I've been thinking about a topic that came up in a discussion with other writers a few nights ago: The relentless pursuit of the perfectly inspired line of descriptive pose, so original as to make the reader gush with praise and other writers weep that their own creativity hadn't given birth a string of words worthy of a sonnet.
Is not simple sometimes the most universal language of feelings and emotions? The timeless metaphors found in the most coveted literature translate to life's experiences, shared. Concepts of time and dreams and choices have often been compared to roads. Roads found in New Guinea. Roads stretched out across territories and roads bricked in front of the mom and pop bakery three blocks away. The deepest feelings of the human condition cannot be found in the brilliant glint of words, fractured and polished like a stained glass window in a Roman cathedral only a handful of readers have visited. For when the light passes, the resonating quality has vanished with the sun and the image is in danger of being forgotten.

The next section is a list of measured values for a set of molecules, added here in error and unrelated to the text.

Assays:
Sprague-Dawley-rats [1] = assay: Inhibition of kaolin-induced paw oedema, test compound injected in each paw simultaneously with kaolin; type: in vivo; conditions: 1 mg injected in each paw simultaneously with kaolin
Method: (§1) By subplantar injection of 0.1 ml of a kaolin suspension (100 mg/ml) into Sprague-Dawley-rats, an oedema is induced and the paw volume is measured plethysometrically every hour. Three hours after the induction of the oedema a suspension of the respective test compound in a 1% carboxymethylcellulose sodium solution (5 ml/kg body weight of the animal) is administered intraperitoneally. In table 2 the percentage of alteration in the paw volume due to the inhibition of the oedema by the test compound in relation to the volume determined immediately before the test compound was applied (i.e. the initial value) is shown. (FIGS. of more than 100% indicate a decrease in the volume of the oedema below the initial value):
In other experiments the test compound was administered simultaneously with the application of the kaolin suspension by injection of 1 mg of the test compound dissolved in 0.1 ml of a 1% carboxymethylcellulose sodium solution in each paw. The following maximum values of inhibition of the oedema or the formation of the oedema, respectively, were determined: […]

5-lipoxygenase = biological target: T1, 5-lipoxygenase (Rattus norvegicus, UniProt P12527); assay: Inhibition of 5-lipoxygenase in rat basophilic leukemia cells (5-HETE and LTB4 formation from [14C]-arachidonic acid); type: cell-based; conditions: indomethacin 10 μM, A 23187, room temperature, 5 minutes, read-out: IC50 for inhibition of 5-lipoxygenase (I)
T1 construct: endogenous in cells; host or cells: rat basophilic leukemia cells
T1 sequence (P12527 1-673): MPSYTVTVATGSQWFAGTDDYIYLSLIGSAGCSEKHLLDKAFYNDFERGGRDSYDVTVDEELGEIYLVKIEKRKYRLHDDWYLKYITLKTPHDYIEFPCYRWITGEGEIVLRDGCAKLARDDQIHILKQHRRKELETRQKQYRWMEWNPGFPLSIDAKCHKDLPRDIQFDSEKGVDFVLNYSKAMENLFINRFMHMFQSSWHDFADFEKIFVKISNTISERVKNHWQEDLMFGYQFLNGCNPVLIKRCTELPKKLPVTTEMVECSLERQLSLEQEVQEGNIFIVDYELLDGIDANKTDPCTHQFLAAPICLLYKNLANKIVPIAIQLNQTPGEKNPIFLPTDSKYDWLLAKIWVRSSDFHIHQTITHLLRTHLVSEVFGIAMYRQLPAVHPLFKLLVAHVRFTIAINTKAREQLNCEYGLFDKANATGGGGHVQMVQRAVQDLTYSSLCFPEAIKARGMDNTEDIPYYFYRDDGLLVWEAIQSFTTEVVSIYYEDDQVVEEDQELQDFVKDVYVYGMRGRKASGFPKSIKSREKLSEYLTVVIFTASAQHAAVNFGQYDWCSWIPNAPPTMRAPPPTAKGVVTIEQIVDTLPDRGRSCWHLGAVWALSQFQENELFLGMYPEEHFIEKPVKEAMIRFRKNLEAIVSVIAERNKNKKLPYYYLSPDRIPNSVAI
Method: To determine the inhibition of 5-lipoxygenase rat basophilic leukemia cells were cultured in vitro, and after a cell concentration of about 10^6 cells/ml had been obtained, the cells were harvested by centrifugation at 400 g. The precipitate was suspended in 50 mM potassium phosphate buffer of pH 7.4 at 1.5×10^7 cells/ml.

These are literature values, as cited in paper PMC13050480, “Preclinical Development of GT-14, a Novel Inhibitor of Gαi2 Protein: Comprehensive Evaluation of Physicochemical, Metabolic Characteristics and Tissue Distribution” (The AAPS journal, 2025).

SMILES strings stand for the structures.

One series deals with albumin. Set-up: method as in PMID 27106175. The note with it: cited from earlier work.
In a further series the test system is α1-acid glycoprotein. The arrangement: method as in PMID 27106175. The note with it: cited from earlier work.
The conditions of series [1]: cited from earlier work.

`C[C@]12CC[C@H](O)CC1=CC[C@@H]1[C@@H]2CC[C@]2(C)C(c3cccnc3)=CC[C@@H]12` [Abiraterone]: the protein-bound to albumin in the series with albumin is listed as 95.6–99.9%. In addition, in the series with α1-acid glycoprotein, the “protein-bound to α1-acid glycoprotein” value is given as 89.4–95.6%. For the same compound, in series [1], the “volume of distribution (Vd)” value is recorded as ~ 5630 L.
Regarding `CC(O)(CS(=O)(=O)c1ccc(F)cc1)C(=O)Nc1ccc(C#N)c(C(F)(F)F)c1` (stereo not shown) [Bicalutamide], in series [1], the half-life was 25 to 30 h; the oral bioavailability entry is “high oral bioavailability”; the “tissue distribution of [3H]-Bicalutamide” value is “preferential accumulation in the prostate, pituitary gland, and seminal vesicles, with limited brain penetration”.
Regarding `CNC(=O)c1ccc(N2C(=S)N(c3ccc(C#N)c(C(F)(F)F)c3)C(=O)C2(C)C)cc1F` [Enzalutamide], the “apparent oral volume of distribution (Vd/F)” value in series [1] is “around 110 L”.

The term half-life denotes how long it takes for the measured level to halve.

Like well-worn ruts in the road, traveled by every man, woman and child, the path of our deepest connection to readers may lie in the flow of images most familiar.